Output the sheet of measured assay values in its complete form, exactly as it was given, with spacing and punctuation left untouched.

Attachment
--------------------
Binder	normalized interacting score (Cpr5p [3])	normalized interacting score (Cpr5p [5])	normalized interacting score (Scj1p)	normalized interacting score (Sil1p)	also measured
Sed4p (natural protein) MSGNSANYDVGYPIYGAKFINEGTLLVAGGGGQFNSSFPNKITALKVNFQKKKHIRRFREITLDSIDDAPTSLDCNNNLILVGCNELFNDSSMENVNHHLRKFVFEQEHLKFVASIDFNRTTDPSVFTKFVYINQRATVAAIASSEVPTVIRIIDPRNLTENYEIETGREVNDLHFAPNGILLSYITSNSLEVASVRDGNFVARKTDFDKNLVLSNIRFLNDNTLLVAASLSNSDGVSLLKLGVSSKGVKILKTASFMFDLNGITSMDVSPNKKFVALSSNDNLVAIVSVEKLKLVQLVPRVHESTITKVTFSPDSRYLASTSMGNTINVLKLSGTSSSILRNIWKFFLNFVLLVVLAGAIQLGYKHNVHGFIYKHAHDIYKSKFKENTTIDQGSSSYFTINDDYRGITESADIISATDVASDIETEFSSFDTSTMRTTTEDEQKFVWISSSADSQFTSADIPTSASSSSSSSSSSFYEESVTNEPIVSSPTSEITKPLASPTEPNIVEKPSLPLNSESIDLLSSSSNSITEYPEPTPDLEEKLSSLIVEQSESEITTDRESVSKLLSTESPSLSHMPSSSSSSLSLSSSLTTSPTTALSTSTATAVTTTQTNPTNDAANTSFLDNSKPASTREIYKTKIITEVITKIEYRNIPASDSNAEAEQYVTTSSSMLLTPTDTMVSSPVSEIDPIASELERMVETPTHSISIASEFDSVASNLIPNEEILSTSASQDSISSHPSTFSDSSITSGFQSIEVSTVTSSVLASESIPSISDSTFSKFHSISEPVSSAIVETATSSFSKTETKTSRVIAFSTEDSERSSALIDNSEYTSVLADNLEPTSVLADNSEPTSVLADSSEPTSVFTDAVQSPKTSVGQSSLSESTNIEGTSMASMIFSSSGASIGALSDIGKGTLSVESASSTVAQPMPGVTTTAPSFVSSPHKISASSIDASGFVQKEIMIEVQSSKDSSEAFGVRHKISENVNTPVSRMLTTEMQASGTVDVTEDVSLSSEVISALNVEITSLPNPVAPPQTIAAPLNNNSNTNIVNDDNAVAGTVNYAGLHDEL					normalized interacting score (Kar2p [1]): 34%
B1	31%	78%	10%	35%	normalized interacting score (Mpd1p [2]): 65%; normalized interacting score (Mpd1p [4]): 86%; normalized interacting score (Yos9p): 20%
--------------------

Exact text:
Binder	normalized interacting score (Cpr5p [3])	normalized interacting score (Cpr5p [5])	normalized interacting score (Scj1p)	normalized interacting score (Sil1p)	also measured
Sed4p (natural protein) MSGNSANYDVGYPIYGAKFINEGTLLVAGGGGQFNSSFPNKITALKVNFQKKKHIRRFREITLDSIDDAPTSLDCNNNLILVGCNELFNDSSMENVNHHLRKFVFEQEHLKFVASIDFNRTTDPSVFTKFVYINQRATVAAIASSEVPTVIRIIDPRNLTENYEIETGREVNDLHFAPNGILLSYITSNSLEVASVRDGNFVARKTDFDKNLVLSNIRFLNDNTLLVAASLSNSDGVSLLKLGVSSKGVKILKTASFMFDLNGITSMDVSPNKKFVALSSNDNLVAIVSVEKLKLVQLVPRVHESTITKVTFSPDSRYLASTSMGNTINVLKLSGTSSSILRNIWKFFLNFVLLVVLAGAIQLGYKHNVHGFIYKHAHDIYKSKFKENTTIDQGSSSYFTINDDYRGITESADIISATDVASDIETEFSSFDTSTMRTTTEDEQKFVWISSSADSQFTSADIPTSASSSSSSSSSSFYEESVTNEPIVSSPTSEITKPLASPTEPNIVEKPSLPLNSESIDLLSSSSNSITEYPEPTPDLEEKLSSLIVEQSESEITTDRESVSKLLSTESPSLSHMPSSSSSSLSLSSSLTTSPTTALSTSTATAVTTTQTNPTNDAANTSFLDNSKPASTREIYKTKIITEVITKIEYRNIPASDSNAEAEQYVTTSSSMLLTPTDTMVSSPVSEIDPIASELERMVETPTHSISIASEFDSVASNLIPNEEILSTSASQDSISSHPSTFSDSSITSGFQSIEVSTVTSSVLASESIPSISDSTFSKFHSISEPVSSAIVETATSSFSKTETKTSRVIAFSTEDSERSSALIDNSEYTSVLADNLEPTSVLADNSEPTSVLADSSEPTSVFTDAVQSPKTSVGQSSLSESTNIEGTSMASMIFSSSGASIGALSDIGKGTLSVESASSTVAQPMPGVTTTAPSFVSSPHKISASSIDASGFVQKEIMIEVQSSKDSSEAFGVRHKISENVNTPVSRMLTTEMQASGTVDVTEDVSLSSEVISALNVEITSLPNPVAPPQTIAAPLNNNSNTNIVNDDNAVAGTVNYAGLHDEL					normalized interacting score (Kar2p [1]): 34%
B1	31%	78%	10%	35%	normalized interacting score (Mpd1p [2]): 65%; normalized interacting score (Mpd1p [4]): 86%; normalized interacting score (Yos9p): 20%